• Research suggests that in cases of sexual abuse of people with a learning disability, the level of police involvement is generally low.
  • Police find it difficult to identify people with learning disabilities and an effective method of identification has not yet been developed. Alleged offenders who have learning disabilities have difficulty in understanding their rights during police interviews and may require the presence of an appropriate adult.
Introduction
In recent years, concern has been expressed about the effectiveness of responses to challenging and sexually inappropriate behaviour in people with learning disabilities. The Scottish Office Social Work Services Group commissioned a review of recent research literature and guidance available in Scotland in the autumn of 1996.
The objectives of the literature review were:
  • to describe and assess the quality of evidence from recent research relevant to the challenging and inappropriate sexual behaviour in this client group;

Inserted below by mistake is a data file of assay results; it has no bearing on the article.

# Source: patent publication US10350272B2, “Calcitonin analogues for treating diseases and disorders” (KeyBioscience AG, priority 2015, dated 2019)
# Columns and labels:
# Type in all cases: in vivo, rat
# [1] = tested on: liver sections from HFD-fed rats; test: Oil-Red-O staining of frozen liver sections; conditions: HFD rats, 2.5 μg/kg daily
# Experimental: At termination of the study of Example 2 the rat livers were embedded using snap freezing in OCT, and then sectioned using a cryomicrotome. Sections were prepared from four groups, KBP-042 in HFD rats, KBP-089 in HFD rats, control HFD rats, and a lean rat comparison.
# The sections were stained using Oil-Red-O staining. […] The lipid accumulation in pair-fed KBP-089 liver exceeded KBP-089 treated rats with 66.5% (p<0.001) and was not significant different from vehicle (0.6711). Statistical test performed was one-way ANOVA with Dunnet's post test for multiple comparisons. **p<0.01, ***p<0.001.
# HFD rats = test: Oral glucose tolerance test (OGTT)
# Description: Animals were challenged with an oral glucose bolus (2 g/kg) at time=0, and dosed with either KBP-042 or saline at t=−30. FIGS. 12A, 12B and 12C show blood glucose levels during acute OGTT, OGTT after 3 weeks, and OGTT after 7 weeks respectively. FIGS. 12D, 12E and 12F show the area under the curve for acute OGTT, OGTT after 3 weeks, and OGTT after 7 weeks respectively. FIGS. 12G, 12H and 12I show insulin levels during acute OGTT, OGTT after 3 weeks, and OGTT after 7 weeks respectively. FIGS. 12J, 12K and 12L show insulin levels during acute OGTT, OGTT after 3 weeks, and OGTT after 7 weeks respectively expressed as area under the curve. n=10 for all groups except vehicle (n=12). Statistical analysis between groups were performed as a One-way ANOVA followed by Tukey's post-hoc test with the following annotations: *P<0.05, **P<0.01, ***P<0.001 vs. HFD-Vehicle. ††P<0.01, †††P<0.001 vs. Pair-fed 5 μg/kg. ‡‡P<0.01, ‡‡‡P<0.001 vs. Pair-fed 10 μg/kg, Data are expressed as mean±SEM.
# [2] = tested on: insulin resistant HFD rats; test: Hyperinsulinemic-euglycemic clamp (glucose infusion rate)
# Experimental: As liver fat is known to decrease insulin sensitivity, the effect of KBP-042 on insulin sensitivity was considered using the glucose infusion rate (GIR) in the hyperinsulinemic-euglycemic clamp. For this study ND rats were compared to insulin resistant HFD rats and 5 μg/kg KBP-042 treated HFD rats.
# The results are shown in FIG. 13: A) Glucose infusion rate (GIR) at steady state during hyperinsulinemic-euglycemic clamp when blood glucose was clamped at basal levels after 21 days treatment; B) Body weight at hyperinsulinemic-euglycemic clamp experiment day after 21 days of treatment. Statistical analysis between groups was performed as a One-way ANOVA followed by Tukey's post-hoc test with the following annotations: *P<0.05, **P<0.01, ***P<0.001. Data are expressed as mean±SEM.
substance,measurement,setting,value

• to comment on the extent to which current literature adequately addresses the issues surrounding these behaviours;
  • to describe current policy and practice guidance documents relating to responses to these behaviours, including the extent to which these are consistent between different organisations and agencies;
  • to compare the findings of research with policy and practice guidance in Scotland and discuss any implications which this might have for research on this topic.
Relevant international literature published since 1990 was reviewed and a survey was undertaken of the 32 local authorities, 15 health agencies and 29 other agencies (voluntary and private) who provide a service to this client group (a total of 76 organisations). These organisations were asked to submit for analysis their policy and guidance documents on challenging and inappropriate sexual behaviour.
Definitions
The most common research definition of challenging behaviour refers to behaviour which: places the individual or others in physical danger; results in destruction of their immediate environment; causes at least an hour's disruption; or behaviour which limits or delays access to ordinary community facilities.